Why? The need to grow and move to the next level is a common reason for an acquisition. With the aforementioned digital transformation and security services in such high demand, smaller dealers that lack the resources to provide those services may seek a buyer. Meanwhile, dealers with more resources may acquire an adjacent business to expand their offerings — about 17% of our survey respondents who offer managed IT said they used the acquisition route to add that solution to their business. Geographical expansion is another driver, and while it used to be attributed more to OEMs, it is now certainly a part of the mega-dealers’ expansion efforts as well.

What else does our survey reveal about M&A? We asked, “are you planning to sell your business in the next three to five years,” and the majority answered “no”— but about 20% would be open to an offer. That’s actually fewer than last year, when nearly 30% said they would be open to an offer — apparently there were a few more respondents open to a good offer last year, and maybe they were one of the 80-ish transactions this year.

We also asked which OEM respondents thought was most likely to be acquired next. Here’s a shocker: HP did not top the list, and in fact, Xerox was the top vote-getter; nearly neck and neck with Toshiba, almost a third of respondents felt Xerox holds the title of “most likely to be acquired.” Last years’ responses were similar, with the only difference being that HP was last on the list – this year a full 6% selected HP as their answer (maybe they’re prescient, maybe they took the survey after the news of Xerox’s acquisition attempt broke). Industry pundits don’t seem inclined to believe that Xerox will actually achieve its acquisition target — at the time of this writing HP has rebuffed Xerox twice, and the two remain in a standoff in which Xerox is threatening a hostile takeover and Carl Icahn doesn’t appear to have plans to back down. What will next year bring? Will we be talking about that time Xerox tried to acquire HP, or will we be talking about financial results for HPX?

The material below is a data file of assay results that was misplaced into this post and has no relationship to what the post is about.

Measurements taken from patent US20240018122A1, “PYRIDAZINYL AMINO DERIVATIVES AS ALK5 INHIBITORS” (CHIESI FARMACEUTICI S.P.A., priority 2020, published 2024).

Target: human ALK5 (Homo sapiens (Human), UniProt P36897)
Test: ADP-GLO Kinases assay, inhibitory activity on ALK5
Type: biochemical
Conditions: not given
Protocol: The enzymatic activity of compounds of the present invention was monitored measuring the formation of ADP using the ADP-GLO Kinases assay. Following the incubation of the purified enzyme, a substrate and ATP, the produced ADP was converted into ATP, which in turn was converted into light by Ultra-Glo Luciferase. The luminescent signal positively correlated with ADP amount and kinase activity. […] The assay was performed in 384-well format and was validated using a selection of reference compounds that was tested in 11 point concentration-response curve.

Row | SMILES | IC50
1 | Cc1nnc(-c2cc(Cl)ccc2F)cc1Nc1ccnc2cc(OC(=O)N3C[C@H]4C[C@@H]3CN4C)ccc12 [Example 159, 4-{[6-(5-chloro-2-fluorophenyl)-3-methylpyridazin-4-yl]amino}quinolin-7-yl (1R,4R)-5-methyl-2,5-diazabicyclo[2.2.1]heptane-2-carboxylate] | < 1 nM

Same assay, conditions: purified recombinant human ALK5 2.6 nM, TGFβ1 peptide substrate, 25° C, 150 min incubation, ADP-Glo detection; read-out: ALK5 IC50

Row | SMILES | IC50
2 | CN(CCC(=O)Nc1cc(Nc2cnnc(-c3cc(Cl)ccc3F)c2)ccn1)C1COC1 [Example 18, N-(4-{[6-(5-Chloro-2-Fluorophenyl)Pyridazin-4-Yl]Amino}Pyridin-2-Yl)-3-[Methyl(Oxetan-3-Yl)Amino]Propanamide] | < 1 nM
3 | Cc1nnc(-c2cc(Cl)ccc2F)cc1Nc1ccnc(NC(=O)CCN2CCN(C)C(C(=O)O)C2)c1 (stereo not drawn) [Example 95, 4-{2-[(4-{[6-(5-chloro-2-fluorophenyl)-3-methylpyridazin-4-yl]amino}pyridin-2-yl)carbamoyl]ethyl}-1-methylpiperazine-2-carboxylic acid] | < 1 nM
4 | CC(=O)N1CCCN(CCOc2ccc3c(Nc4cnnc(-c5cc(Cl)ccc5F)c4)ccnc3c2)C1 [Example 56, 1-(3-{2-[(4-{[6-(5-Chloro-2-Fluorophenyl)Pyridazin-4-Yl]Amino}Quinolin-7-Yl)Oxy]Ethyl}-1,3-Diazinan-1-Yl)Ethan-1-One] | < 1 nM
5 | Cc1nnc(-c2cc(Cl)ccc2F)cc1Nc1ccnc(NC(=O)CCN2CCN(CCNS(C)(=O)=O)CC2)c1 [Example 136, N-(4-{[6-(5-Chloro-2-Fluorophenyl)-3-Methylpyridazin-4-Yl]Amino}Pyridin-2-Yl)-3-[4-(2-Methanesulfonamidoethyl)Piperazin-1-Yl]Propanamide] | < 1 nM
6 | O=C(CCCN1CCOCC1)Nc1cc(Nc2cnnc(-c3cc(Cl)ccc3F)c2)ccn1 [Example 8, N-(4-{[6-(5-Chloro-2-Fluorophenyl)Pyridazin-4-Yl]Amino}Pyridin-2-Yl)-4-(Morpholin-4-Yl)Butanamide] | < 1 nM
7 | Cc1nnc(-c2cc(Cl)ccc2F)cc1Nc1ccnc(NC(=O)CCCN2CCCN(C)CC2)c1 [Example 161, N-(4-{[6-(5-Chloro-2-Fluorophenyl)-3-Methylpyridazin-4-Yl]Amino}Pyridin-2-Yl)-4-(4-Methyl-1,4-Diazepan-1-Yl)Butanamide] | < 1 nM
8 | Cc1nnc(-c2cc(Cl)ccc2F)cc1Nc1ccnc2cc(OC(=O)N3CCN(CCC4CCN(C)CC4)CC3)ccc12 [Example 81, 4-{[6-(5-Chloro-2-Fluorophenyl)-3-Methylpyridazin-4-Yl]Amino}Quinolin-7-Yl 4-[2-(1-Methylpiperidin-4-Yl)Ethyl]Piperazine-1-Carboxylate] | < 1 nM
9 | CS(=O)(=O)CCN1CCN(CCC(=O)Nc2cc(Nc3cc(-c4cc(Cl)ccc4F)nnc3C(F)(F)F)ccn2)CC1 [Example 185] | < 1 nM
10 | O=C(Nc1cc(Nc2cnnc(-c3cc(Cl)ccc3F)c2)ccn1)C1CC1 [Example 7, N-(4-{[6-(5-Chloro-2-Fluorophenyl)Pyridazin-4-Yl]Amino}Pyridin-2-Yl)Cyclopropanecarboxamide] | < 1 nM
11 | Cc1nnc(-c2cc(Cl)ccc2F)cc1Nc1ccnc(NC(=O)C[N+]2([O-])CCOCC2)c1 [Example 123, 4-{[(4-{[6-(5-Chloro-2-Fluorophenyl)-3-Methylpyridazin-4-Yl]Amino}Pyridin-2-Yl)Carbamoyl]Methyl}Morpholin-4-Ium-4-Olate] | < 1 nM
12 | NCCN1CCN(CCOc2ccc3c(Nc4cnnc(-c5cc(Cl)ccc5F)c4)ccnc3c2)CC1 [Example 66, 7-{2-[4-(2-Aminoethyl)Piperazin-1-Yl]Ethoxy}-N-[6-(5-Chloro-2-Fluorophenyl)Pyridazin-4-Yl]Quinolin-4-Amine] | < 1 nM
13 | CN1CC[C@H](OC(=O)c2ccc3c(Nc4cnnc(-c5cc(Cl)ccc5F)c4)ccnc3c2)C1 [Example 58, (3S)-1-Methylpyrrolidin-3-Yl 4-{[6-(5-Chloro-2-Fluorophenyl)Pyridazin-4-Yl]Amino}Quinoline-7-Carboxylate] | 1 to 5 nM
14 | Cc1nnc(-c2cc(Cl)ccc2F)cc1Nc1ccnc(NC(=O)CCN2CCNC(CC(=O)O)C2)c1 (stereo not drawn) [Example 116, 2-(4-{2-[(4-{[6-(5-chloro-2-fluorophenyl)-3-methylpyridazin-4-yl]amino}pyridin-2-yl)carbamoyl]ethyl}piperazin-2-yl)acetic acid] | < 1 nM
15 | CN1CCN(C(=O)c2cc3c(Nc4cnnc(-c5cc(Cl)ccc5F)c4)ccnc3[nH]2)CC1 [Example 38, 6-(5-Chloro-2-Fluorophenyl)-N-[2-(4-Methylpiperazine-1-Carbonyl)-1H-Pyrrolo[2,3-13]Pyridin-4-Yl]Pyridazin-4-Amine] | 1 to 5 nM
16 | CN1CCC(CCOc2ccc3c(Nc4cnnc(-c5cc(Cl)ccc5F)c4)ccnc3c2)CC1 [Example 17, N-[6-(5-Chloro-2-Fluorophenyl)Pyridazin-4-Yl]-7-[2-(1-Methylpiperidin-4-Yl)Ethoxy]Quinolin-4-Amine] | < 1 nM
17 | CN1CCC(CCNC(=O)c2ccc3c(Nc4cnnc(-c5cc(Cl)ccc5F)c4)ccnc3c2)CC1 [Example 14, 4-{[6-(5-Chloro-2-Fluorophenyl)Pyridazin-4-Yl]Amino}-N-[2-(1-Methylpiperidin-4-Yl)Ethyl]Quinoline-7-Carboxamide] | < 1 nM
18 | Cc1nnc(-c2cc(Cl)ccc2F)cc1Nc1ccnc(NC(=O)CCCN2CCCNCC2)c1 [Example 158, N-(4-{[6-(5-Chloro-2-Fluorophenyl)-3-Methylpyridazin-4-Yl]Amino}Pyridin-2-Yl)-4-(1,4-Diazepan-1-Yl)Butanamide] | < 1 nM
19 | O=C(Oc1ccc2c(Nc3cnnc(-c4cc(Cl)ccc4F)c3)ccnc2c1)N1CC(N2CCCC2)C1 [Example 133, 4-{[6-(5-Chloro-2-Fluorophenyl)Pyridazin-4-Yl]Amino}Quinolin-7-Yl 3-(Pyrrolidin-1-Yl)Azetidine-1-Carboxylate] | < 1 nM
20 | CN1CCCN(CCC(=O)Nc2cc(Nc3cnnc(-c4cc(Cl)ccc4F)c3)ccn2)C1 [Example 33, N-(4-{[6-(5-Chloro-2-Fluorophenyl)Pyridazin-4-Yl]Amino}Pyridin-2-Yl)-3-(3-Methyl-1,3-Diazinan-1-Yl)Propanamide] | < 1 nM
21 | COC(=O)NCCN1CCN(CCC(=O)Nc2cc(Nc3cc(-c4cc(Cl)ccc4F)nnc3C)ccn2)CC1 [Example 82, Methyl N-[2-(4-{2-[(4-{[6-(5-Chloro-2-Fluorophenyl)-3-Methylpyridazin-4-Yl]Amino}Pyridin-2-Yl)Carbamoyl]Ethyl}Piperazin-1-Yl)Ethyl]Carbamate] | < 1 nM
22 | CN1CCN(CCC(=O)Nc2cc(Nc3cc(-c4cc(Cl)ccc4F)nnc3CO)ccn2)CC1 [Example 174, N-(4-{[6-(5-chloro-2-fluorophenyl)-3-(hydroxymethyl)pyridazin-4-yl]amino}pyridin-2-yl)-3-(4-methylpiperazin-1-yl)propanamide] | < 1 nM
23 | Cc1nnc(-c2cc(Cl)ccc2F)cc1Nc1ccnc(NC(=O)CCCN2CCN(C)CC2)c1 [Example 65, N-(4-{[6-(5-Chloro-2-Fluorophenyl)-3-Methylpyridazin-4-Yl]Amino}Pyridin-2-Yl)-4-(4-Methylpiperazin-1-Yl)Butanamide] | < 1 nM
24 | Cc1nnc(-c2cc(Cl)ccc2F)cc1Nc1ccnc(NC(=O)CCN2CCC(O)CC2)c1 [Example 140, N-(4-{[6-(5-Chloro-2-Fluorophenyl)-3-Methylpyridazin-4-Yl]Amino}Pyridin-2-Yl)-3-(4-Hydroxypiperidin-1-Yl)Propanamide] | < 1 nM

While we can’t know for sure how any of these trends will shake out over the coming year, the benefit of research and analysis is that we have a pretty good idea of what will have an impact. These three trends — digital transformation, security and consolidation — are not the entire picture, and there are many other forces shaping the channel. However, it is safe to say that these are three that will continue to exert a strong influence over the channel, and should at the very least not be ignored. At best? They should be monetized, capitalized upon and used to create a solid growth plan for the coming year.

is editorial director of BPO Media’s publications Workflow and The Imaging Channel, and senior analyst for BPO Research. As a professional writer and editor, she has specialized in the office technology industry for the last 20 years. Prior to that she worked in public relations and has a master's degree in communication arts.